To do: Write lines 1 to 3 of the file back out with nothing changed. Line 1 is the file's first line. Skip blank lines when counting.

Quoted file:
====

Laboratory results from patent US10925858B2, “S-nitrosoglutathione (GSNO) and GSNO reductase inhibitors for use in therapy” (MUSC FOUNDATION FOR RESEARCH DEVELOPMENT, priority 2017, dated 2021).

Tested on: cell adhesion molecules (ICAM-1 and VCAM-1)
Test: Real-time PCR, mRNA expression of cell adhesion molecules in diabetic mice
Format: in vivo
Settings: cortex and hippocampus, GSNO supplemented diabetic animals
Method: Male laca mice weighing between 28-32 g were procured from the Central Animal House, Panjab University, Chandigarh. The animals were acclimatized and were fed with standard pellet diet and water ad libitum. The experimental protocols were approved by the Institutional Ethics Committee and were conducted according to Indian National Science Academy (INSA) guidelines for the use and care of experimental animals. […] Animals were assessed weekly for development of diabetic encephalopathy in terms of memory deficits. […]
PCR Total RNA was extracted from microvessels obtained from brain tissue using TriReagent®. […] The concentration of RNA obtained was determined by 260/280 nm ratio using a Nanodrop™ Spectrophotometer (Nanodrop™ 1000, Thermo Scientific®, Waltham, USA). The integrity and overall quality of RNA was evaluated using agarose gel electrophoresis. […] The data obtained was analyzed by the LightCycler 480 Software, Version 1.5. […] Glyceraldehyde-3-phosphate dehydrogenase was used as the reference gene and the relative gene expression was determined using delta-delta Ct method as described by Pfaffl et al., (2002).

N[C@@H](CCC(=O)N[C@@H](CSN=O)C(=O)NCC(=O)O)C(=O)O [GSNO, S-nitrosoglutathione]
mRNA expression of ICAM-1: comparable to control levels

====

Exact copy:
Laboratory results from patent US10925858B2, “S-nitrosoglutathione (GSNO) and GSNO reductase inhibitors for use in therapy” (MUSC FOUNDATION FOR RESEARCH DEVELOPMENT, priority 2017, dated 2021).

Tested on: cell adhesion molecules (ICAM-1 and VCAM-1)
Test: Real-time PCR, mRNA expression of cell adhesion molecules in diabetic mice